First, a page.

Volume 16 No.17

14 November 2006


 

  • RELIGION

    A man of Middle Eastern appearance who dreams of peace

    • Brian Matthews
    • 13 November 2006
    2 Comments

    2:41 am. There was an luminescence in the room. I made one of those random, unaccountable mental connections that such occasions often evoke.

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  • RELIGION

    The battle of ideas within Islam

    • Julian Madsen
    • 13 November 2006
    6 Comments

    For many, the War on Terror equals a War against Islam. Yet there is a real battle of ideas within Islam that is rarely heard by the West.

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  • ARTS AND CULTURE

    Fidel's social justice legacy

    • Chris McGillion
    • 13 November 2006
    2 Comments

    No assessment of Fidel Castro’s legacy will be complete without serious attention to his thoughts on religion and to how and why, over the past 20 years, he has turned Cuba from an international troublemaker into a global champion for social justice.

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  • MEDIA

    New media's role in US mid-term sensation

    • Margaret Cassidy
    • 13 November 2006
    1 Comment

    New media extended the life and added an additional dimension to the continued use of a range of old media, in the lead up to this month’s mid-term congressional elections in the United States.

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  • AUSTRALIA

    Cambodia's slow recovery from Khmer Rouge

    • Matthew Smeal
    • 13 November 2006
    2 Comments

    Now in his mid-thirties, former child soldier Aki Ra has dedicated his life to the removal of mines and unexploded ordinance throughout Cambodia.

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  • ENVIRONMENT

    Biotech revolution promises to alter human nature

    • Ursula Stephens
    • 13 November 2006
    4 Comments

    The most significant threat posed by contemporary biotechnology is the possibility that it will alter human nature—and thereby move us into what Fukuyama calls a "post human" stage of history.

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  • AUSTRALIA

    Close cloning vote reflects complex and confronting issue

    • Francis Sullivan
    • 13 November 2006
    2 Comments

    Last week's conscience vote on human embryo cloning exposed Senators to a level of public scrutiny seldom, unparalleled in normal debates. Many felt exposed and vulnerable, weighed down by the decisions before them.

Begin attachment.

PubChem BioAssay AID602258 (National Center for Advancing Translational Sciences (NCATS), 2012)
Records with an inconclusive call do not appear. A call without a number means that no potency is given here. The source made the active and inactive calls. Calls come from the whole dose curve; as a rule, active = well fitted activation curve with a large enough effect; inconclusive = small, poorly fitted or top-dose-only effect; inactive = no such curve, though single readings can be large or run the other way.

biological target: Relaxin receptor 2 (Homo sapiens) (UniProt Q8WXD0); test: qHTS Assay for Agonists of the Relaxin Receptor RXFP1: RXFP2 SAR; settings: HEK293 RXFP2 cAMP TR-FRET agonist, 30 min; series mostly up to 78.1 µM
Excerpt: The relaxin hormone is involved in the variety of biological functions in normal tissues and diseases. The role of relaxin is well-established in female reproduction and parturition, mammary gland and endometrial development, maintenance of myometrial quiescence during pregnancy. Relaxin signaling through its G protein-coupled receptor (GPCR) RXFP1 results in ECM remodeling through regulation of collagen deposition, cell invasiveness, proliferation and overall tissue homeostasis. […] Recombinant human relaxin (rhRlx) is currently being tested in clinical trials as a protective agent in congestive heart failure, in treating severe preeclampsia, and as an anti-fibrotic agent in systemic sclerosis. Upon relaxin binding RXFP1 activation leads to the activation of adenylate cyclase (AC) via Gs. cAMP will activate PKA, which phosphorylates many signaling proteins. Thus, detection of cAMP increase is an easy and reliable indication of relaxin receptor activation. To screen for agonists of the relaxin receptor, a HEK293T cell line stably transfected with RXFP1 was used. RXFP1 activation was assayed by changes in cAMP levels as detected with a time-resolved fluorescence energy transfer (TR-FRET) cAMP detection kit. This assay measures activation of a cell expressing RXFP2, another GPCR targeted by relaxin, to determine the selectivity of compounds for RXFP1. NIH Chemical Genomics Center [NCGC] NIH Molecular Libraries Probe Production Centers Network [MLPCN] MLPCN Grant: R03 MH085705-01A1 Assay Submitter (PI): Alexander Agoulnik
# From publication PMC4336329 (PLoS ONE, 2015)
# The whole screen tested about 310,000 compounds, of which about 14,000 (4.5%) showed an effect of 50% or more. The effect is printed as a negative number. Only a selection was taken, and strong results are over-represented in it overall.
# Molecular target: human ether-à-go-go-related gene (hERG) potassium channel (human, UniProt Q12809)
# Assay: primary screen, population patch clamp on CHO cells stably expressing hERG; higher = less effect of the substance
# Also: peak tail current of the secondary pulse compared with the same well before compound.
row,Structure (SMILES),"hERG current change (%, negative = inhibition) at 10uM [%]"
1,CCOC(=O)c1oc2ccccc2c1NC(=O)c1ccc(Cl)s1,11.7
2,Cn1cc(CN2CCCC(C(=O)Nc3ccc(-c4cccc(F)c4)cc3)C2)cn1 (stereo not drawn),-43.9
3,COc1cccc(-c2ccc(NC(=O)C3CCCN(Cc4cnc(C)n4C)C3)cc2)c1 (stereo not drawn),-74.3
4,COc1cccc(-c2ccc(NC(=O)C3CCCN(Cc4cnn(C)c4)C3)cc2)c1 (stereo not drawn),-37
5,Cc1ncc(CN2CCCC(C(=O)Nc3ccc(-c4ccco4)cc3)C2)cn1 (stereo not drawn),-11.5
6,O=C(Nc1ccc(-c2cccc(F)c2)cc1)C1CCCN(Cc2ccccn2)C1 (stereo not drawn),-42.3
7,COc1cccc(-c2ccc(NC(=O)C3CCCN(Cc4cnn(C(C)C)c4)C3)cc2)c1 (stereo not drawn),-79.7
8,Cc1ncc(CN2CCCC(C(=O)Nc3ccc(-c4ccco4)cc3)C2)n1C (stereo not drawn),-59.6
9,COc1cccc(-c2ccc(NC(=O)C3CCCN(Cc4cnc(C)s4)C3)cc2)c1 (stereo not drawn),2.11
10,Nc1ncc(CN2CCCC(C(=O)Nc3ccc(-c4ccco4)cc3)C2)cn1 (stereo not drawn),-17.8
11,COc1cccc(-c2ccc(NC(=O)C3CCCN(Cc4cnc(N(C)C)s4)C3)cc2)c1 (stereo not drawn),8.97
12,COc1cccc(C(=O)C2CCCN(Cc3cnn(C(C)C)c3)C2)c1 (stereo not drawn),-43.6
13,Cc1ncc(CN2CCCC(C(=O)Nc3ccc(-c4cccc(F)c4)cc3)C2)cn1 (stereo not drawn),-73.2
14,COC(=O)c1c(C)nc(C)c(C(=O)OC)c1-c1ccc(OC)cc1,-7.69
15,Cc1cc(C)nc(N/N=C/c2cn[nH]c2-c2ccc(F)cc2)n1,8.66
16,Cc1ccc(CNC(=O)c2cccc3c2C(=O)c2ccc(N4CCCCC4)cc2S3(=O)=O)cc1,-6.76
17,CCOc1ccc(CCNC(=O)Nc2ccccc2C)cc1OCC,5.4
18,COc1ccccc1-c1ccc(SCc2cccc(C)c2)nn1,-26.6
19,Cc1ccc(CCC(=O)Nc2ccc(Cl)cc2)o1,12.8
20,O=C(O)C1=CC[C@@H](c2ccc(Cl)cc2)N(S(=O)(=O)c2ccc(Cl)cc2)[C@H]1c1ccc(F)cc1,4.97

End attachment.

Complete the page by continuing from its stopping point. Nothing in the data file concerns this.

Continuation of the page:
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  • ARTS AND CULTURE

    Three poems by Anne Elvey

    • Anne Elvey
    • 13 November 2006
    4 Comments

    "Torquay cliffs"; "Coming into town from Holy Thursday to Ash Wednesday"; "Eucharist".

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  • AUSTRALIA

    Indonesian democracy is maturing

    • Michael Danby
    • 13 November 2006
    9 Comments

    Once a corrupt military dictatorship, Indonesia is becoming a healthy democracy. Many Australians persist with pathetic stereotypes including the perception of Indonesian judges as monkeys.

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  • AUSTRALIA

    US mid-terms' outcome will keep Canberra on its toes

    • James Massola
    • 13 November 2006

    The US mid term election results have been decided, and the Democrats are sharing not only power with President George W. Bush, but also responsibility for his policies that continue to wreak havoc in the Middle East. The Australian government benefited significantly from the formerly Republican Congress.

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  • RELIGION

    A place where story and song make race and recrimination obsolete

    • Brian Doyle
    • 13 November 2006

    No politician or poet from the Old World will lead us there. It will be someone from the new lands, who mills ideas into food and education and healing for thousands of people, who understands that power only matters, finally, when it is a verb.

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  • RELIGION

    If you're happy and you know it clap your hands

    • Chris Fotinopoulos
    • 13 November 2006

    Many within the conservative Christian camp have come to accept music as an effective means of spreading the gospel. Artists, by virtue of their creative independence, can, if they choose, talk "truth" to the State. No group should force anyone to sing and clap to a single tune.

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  • ARTS AND CULTURE

    Humiliation at the hands of the US military

    • Tim Kroenert
    • 13 November 2006

    For those of us who recognise the injustice inherent to a system that could justify the imprisonment of innocent people based only on the colour of their skin, The Road To Guantanamo stands as a stark reminder that it’s not only radical Islamic fundamentalists who “terrorise” their perceived enemy.

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